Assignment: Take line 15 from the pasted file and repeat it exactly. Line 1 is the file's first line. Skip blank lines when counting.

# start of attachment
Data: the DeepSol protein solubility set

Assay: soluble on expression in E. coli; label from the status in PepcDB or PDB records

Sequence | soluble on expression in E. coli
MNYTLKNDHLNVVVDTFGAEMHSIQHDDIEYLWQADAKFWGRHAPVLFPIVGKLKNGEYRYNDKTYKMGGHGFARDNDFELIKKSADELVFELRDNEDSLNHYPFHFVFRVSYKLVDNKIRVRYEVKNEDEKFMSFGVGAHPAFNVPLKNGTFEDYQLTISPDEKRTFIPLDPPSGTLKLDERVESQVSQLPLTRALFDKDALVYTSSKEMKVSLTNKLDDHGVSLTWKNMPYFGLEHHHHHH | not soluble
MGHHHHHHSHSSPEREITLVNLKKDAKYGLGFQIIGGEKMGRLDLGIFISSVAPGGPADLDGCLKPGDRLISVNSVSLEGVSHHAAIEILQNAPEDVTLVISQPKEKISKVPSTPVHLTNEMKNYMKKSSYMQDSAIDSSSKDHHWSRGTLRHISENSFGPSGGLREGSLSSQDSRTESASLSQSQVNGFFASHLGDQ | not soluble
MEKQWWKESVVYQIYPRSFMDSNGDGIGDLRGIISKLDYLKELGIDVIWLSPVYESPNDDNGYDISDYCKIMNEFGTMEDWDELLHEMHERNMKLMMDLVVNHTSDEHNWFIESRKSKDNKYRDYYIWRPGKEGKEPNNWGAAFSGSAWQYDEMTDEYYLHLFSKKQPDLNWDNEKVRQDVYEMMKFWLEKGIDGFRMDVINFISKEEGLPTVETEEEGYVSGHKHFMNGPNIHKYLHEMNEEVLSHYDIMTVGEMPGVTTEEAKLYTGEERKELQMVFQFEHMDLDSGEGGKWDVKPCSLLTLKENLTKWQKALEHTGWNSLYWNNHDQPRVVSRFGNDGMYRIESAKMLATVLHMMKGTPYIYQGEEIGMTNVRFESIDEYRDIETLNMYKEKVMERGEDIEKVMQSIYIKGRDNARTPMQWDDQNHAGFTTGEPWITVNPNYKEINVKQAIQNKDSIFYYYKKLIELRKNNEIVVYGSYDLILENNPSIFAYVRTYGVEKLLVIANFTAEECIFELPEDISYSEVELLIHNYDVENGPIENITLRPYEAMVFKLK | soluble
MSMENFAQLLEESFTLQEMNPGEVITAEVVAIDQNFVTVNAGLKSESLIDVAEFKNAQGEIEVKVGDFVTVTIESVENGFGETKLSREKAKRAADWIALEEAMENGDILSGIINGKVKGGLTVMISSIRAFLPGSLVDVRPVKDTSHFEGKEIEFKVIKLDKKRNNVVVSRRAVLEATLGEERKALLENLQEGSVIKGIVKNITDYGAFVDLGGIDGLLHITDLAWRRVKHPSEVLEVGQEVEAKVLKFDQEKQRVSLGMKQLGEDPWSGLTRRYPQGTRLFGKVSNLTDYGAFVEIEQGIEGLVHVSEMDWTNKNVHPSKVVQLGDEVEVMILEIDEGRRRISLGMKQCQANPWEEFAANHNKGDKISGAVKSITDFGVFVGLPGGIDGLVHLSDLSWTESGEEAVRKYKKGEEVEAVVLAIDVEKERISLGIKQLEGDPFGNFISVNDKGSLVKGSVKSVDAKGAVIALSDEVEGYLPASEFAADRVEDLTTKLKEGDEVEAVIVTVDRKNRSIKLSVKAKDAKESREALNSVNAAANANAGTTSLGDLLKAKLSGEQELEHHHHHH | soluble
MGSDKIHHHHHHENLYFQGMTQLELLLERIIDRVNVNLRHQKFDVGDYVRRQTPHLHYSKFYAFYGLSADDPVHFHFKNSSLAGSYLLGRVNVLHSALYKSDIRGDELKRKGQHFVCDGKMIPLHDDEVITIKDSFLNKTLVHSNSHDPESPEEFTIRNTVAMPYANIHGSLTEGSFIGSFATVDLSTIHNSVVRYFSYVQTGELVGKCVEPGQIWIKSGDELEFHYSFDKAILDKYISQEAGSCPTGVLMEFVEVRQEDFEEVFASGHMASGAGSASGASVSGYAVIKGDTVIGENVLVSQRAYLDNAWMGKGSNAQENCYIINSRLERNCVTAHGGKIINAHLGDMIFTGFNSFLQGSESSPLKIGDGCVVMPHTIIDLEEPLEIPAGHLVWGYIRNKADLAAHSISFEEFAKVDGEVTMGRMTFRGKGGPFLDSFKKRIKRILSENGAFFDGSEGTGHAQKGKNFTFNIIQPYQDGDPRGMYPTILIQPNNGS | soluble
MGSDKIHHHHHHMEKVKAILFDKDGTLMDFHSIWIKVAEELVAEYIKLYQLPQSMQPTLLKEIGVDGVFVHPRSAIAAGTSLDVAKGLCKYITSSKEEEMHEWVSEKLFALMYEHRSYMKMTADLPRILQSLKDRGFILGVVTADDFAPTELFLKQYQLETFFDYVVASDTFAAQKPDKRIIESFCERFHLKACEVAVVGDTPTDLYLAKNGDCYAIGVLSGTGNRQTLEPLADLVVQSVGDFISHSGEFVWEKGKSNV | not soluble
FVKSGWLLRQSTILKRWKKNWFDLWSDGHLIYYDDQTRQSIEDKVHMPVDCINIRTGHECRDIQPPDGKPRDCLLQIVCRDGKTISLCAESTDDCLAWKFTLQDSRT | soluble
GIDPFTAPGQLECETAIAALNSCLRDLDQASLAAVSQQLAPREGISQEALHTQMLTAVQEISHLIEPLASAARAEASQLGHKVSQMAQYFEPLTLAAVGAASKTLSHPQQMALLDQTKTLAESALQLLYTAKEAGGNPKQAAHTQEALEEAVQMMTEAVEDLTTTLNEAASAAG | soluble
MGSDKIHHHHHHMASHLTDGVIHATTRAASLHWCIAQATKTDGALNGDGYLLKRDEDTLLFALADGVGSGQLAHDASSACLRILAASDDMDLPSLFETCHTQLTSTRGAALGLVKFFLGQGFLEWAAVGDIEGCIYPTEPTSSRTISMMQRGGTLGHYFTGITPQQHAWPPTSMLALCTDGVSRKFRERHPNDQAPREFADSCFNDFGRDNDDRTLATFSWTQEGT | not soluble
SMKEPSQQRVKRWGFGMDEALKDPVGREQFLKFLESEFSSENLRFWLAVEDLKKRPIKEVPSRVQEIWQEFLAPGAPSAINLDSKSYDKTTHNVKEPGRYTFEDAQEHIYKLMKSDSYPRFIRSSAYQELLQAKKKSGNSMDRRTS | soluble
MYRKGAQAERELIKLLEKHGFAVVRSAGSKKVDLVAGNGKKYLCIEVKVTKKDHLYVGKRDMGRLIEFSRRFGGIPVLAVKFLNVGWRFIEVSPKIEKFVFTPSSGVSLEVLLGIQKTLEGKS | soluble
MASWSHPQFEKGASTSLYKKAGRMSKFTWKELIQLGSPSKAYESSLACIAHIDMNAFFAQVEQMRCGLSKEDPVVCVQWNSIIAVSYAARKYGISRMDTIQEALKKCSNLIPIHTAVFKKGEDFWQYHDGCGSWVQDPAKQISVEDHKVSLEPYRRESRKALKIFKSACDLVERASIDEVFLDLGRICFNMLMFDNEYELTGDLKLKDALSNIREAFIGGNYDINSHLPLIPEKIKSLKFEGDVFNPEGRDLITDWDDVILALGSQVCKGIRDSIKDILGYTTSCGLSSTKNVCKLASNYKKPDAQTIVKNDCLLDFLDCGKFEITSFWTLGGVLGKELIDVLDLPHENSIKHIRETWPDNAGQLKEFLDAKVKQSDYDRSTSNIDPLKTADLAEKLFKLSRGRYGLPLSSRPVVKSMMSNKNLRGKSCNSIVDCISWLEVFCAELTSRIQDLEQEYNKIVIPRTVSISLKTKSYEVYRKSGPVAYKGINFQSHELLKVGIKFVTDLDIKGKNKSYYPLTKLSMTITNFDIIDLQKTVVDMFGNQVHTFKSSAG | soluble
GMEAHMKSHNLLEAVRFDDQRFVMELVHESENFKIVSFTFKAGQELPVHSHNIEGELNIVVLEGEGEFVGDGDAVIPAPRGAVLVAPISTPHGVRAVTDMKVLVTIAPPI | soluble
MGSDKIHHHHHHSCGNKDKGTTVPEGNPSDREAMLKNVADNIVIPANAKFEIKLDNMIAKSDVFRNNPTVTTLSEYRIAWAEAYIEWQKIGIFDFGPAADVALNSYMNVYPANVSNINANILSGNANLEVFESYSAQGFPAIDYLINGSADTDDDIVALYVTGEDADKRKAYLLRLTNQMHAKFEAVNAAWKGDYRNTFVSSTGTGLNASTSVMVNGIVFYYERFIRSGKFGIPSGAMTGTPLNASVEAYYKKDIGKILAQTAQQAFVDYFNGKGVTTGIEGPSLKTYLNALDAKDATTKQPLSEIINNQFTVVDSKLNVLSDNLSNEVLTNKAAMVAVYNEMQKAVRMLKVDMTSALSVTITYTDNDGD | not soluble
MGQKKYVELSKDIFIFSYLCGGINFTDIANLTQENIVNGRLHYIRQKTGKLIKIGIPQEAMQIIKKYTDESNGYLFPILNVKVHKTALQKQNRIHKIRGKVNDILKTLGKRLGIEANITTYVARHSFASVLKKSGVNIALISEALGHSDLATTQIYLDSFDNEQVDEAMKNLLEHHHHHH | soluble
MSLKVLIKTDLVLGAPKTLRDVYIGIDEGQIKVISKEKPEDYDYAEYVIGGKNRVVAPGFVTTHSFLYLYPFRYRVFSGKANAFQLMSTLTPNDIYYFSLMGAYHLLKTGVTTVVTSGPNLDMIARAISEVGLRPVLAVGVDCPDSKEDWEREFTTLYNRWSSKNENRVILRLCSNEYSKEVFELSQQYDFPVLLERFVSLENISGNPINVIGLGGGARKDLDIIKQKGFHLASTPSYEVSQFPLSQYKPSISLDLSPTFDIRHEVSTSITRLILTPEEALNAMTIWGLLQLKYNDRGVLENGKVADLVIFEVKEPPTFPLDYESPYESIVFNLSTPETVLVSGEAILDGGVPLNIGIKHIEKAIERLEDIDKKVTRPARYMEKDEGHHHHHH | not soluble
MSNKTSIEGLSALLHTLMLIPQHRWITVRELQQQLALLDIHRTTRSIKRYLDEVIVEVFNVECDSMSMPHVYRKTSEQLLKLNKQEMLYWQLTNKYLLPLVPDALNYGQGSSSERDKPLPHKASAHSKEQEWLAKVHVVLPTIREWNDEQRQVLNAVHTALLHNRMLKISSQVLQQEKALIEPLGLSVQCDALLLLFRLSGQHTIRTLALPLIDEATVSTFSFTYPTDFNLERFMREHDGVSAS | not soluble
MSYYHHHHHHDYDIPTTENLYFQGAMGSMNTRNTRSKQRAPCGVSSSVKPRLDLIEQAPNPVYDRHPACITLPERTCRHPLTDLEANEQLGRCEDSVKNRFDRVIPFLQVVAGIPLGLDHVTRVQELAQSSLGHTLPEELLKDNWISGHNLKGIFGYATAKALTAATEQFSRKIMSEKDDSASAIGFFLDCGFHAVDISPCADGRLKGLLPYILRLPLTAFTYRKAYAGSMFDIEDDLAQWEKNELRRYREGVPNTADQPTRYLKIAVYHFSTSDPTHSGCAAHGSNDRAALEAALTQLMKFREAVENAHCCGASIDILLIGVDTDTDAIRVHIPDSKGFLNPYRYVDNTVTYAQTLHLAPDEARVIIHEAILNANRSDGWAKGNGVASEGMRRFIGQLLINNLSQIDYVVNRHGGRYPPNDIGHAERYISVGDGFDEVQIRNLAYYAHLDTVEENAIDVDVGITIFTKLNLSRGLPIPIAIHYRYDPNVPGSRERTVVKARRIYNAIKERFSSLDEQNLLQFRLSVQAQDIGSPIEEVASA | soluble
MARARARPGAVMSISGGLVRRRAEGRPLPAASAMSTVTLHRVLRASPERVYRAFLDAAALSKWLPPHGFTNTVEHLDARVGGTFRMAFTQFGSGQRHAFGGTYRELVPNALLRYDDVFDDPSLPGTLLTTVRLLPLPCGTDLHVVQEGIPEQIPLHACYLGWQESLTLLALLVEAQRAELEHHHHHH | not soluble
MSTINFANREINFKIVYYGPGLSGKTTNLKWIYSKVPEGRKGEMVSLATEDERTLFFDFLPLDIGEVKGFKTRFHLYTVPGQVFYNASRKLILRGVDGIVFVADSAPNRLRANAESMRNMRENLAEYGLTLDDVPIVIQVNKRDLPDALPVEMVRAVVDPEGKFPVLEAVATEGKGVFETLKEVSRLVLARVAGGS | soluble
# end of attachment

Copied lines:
MASWSHPQFEKGASTSLYKKAGRMSKFTWKELIQLGSPSKAYESSLACIAHIDMNAFFAQVEQMRCGLSKEDPVVCVQWNSIIAVSYAARKYGISRMDTIQEALKKCSNLIPIHTAVFKKGEDFWQYHDGCGSWVQDPAKQISVEDHKVSLEPYRRESRKALKIFKSACDLVERASIDEVFLDLGRICFNMLMFDNEYELTGDLKLKDALSNIREAFIGGNYDINSHLPLIPEKIKSLKFEGDVFNPEGRDLITDWDDVILALGSQVCKGIRDSIKDILGYTTSCGLSSTKNVCKLASNYKKPDAQTIVKNDCLLDFLDCGKFEITSFWTLGGVLGKELIDVLDLPHENSIKHIRETWPDNAGQLKEFLDAKVKQSDYDRSTSNIDPLKTADLAEKLFKLSRGRYGLPLSSRPVVKSMMSNKNLRGKSCNSIVDCISWLEVFCAELTSRIQDLEQEYNKIVIPRTVSISLKTKSYEVYRKSGPVAYKGINFQSHELLKVGIKFVTDLDIKGKNKSYYPLTKLSMTITNFDIIDLQKTVVDMFGNQVHTFKSSAG | soluble